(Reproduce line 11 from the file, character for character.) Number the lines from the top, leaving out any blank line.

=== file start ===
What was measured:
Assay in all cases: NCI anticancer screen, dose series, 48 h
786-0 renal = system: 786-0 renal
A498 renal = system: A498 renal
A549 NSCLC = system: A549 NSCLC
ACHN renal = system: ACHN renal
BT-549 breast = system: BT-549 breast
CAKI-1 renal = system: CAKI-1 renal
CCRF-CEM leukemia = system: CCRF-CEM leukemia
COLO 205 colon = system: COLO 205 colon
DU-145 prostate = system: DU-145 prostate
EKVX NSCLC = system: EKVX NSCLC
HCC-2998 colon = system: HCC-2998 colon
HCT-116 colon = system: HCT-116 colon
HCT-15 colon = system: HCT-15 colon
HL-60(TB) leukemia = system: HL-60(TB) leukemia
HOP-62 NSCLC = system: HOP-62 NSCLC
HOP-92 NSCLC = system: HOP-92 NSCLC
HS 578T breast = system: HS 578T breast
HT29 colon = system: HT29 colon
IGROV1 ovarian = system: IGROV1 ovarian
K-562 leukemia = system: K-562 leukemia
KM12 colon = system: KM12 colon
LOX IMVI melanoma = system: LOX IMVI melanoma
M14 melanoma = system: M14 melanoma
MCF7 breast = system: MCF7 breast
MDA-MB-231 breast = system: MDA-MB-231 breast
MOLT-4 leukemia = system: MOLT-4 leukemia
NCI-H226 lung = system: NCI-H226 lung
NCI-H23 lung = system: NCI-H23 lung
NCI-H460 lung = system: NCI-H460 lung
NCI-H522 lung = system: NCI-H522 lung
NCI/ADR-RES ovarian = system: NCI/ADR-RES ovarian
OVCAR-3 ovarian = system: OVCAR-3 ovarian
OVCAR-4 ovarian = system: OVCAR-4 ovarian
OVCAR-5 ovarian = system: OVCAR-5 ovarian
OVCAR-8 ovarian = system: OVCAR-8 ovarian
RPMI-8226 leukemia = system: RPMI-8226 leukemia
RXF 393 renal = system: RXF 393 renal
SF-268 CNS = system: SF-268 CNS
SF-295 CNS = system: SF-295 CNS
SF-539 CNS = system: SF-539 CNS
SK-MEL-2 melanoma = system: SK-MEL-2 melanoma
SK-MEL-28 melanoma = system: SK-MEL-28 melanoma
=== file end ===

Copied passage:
DU-145 prostate = system: DU-145 prostate